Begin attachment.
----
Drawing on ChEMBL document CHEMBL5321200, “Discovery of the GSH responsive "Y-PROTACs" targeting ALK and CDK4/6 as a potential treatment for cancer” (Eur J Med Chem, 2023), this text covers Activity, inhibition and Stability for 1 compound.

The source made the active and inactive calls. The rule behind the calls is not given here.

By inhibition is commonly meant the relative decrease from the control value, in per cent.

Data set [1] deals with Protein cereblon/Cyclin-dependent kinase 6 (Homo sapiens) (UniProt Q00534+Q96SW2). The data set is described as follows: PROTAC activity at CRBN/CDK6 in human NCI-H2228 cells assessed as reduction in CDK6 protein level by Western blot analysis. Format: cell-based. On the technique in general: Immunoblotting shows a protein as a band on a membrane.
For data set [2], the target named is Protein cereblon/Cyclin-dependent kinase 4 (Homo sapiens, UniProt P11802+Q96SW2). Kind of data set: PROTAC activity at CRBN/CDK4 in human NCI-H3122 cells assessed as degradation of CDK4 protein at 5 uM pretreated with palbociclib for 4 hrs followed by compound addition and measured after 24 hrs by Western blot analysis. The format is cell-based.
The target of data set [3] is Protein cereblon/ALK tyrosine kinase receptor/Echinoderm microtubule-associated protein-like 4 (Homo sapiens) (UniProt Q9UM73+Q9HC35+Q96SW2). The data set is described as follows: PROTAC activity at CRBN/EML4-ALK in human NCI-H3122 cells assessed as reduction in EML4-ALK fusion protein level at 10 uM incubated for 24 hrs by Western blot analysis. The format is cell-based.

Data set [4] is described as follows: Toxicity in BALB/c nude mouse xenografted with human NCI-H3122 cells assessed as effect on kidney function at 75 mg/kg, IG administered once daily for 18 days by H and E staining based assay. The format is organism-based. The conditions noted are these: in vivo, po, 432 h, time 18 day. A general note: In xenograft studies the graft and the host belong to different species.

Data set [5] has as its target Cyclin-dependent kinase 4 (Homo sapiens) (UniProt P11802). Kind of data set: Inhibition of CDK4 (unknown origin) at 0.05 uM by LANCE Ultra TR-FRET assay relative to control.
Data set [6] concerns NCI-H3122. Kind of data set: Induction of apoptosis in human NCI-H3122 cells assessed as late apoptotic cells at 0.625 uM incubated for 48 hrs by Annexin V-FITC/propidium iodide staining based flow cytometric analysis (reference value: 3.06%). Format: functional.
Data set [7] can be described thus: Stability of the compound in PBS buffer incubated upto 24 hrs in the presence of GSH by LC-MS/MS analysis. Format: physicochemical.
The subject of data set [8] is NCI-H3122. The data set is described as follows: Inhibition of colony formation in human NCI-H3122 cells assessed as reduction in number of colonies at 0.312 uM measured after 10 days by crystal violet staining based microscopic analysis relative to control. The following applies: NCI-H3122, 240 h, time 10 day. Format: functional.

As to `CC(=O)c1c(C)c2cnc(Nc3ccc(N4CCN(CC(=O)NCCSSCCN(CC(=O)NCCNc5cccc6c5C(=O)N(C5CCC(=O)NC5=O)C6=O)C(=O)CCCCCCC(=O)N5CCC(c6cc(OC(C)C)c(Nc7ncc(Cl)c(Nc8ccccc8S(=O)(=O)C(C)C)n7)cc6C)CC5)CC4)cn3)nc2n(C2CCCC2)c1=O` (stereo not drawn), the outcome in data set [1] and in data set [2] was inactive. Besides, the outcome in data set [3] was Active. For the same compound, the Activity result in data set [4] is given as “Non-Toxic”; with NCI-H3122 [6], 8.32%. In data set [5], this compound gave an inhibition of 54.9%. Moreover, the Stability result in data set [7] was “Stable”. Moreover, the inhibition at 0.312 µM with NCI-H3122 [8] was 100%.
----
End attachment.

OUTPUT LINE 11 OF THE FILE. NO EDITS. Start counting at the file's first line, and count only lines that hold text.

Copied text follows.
The subject of data set [8] is NCI-H3122. The data set is described as follows: Inhibition of colony formation in human NCI-H3122 cells assessed as reduction in number of colonies at 0.312 uM measured after 10 days by crystal violet staining based microscopic analysis relative to control. The following applies: NCI-H3122, 240 h, time 10 day. Format: functional.